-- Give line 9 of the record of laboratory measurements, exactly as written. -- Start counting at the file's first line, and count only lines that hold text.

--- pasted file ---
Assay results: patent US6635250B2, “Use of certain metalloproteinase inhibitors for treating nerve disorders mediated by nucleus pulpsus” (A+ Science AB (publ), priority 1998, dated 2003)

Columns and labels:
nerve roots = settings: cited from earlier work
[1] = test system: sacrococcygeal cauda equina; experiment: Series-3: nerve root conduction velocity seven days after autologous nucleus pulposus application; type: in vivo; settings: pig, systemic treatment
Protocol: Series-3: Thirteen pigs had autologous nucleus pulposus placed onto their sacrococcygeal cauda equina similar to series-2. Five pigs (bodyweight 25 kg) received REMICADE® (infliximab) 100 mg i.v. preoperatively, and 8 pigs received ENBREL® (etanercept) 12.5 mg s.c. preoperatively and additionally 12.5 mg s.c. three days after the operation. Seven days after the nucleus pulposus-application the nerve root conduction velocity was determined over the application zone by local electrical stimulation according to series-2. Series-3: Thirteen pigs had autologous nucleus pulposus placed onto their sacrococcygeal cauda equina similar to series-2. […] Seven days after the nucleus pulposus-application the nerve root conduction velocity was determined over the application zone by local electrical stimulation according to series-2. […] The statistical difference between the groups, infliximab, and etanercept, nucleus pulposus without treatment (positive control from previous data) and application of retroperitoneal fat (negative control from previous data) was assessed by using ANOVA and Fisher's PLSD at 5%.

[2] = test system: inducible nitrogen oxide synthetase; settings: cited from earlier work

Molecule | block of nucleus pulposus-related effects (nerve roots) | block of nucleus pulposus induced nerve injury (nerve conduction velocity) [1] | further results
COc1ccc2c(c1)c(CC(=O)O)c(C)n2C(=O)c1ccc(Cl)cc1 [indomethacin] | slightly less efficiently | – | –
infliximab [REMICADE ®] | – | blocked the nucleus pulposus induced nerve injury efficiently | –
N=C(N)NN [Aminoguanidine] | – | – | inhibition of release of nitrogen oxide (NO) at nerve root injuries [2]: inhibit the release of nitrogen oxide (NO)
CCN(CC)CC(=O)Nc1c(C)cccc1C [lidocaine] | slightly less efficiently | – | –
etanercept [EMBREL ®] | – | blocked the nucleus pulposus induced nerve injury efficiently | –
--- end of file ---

infliximab [REMICADE ®] | – | blocked the nucleus pulposus induced nerve injury efficiently | –